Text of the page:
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Jama Michalika (Michalik’s Cave)

Jama Michalika (Michalik’s Cave)

Jama Michalika, Kraków
The famous Kraków café and confectionary, today known as Jama Michalika (Michalik’s Cave), regularly featured cabaret shows admired by the Kraków boheme. The Jama Café was established in 1895 at Floriańska Street by Jan Apolinary Michalik, who arrived from Lemberg, and it was first called Lemberg Confectionary, but soon it became the favourite meeting place of writers, actors, painters and other artists. The dark interior without windows contributed to its name, Jama (cave), and the artists, often struggling to make ends meet, sometimes paid the bills by decorating the cafe walls with improvised drawings and satirical poems. This is were the main ideas of Young Poland were born, this is where the main ideologist of the movement, Stanisław Przybyszewski, used to hang out, accompanied by poets Lucjan Rydel and Kazimierz Przerwa-Tetmajer, and such painters as Stanisław Wyspiański, Włodzimierz Tetmajer, Józef Mehoffer, Leon Wyczółkowski and Jacek Malczewski.

Soon the Jama Café began featuring the Green Balloon Cabaret and Theatre. The scoffing texts and songs not only mocked the Kraków conservative bourgeois class but also made fun of the pompous attitude of the Young Poland literature with its neo-Romantic vision of artist as the priest of the arts. The café also presented equally famous satirical shows, mocking above all the contemporary Galician politicians. Many texts were written by a representative of the enormously respectable and staid profession, Doctor Tadeusz Boy-Żeleński. His “Little Words”, collected and published for the first time in Lemberg in 1913, evoked a great scandal.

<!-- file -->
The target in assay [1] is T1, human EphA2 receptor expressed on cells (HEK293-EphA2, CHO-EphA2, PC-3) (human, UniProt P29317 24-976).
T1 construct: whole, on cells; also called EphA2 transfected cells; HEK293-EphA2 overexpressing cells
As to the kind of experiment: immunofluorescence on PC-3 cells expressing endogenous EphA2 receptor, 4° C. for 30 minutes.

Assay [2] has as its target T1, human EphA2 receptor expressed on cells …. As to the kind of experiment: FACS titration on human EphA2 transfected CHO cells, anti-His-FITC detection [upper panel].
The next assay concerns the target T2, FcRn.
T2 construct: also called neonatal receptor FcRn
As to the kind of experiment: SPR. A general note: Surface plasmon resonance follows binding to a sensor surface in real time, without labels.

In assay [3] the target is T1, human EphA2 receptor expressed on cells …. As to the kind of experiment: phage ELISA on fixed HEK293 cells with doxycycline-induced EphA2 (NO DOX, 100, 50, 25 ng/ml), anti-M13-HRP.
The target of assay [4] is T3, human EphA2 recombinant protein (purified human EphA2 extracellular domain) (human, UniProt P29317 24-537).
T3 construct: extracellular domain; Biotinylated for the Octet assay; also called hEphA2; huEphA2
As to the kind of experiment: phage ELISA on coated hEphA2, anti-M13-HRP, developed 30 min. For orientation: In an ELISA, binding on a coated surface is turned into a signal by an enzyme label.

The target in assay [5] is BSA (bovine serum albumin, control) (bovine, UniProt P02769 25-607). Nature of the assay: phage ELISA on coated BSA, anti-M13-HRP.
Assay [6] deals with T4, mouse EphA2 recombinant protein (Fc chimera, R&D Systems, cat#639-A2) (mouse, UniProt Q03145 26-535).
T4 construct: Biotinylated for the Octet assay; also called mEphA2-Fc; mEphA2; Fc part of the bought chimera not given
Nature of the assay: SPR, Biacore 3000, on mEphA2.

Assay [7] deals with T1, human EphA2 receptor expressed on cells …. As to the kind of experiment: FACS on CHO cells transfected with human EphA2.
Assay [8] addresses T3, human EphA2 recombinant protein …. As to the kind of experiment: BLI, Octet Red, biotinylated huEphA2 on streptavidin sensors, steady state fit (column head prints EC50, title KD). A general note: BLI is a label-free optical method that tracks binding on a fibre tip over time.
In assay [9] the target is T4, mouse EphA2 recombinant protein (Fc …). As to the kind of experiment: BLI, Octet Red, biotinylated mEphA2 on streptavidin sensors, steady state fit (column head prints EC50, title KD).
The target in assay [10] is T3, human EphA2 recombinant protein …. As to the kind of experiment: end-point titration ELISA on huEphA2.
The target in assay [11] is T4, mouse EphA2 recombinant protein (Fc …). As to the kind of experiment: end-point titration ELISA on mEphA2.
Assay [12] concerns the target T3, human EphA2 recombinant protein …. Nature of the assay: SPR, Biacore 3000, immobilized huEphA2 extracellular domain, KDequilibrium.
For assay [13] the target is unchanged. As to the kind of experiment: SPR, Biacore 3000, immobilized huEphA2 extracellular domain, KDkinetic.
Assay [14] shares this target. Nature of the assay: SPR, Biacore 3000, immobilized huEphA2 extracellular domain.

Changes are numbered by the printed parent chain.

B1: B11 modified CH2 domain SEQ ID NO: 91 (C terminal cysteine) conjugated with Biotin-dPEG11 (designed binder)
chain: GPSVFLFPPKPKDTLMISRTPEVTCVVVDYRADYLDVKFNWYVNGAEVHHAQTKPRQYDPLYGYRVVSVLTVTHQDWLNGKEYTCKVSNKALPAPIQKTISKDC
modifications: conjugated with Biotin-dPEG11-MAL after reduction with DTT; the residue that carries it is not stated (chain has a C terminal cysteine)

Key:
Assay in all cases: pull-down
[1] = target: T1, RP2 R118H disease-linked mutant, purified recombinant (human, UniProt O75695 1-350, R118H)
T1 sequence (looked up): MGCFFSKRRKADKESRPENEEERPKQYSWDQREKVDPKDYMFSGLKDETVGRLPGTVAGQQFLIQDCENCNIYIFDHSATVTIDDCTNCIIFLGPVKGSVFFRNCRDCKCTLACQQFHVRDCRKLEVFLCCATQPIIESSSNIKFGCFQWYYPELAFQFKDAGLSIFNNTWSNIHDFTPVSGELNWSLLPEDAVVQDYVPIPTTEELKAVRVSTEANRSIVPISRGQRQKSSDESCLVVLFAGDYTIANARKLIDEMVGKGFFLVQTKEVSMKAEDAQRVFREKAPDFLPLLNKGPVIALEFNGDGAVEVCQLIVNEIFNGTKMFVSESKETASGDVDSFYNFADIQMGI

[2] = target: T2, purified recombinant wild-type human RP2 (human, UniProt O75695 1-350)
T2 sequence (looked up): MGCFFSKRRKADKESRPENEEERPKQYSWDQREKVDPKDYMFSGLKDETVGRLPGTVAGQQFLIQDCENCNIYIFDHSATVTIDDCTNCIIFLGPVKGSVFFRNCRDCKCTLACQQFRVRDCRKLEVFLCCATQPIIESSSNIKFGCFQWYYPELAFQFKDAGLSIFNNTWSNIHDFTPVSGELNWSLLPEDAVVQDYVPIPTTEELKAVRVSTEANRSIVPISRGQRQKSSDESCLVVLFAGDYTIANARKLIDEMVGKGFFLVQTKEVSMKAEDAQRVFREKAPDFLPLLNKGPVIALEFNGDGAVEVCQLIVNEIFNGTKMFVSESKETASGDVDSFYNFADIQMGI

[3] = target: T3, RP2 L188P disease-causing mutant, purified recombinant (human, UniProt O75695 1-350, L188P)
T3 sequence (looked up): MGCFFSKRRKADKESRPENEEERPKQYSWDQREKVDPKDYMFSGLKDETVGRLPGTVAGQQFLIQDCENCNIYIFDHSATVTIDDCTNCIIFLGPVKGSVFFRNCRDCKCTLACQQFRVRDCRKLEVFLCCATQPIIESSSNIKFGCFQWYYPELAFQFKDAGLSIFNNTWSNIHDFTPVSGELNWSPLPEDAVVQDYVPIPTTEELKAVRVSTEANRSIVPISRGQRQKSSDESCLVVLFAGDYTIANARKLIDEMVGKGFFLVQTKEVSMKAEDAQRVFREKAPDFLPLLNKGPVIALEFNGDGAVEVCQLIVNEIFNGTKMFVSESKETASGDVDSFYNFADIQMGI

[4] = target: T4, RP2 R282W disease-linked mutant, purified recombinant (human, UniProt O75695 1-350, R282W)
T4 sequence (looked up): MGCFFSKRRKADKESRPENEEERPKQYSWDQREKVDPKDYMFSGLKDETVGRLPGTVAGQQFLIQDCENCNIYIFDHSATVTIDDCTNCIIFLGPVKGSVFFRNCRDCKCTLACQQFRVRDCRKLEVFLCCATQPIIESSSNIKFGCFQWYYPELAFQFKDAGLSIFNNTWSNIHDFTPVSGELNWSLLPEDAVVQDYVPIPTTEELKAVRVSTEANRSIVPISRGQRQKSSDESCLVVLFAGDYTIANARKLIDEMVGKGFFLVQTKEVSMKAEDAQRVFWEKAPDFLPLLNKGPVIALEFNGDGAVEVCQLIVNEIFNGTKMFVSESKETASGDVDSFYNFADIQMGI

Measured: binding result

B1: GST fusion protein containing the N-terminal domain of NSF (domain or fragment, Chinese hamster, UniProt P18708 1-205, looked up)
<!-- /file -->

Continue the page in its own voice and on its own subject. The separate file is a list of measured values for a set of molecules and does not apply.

In the meantime, thanks to the popularity of the cabaret, the Jama Café was expanded by a new room, designed in the Art Nouveau style by Karol Frycz and Franciszek Mączyński. Its beautiful interior can be admired until this very day. Another café, Paon, opposite the Słowacki Theatre, once equally popular among the boheme, has unfortunately not survived until the present day. Many famous Young Poland artists, who left numerous satirical drawings and facetious poems on the hanging canvas, were often seen there.

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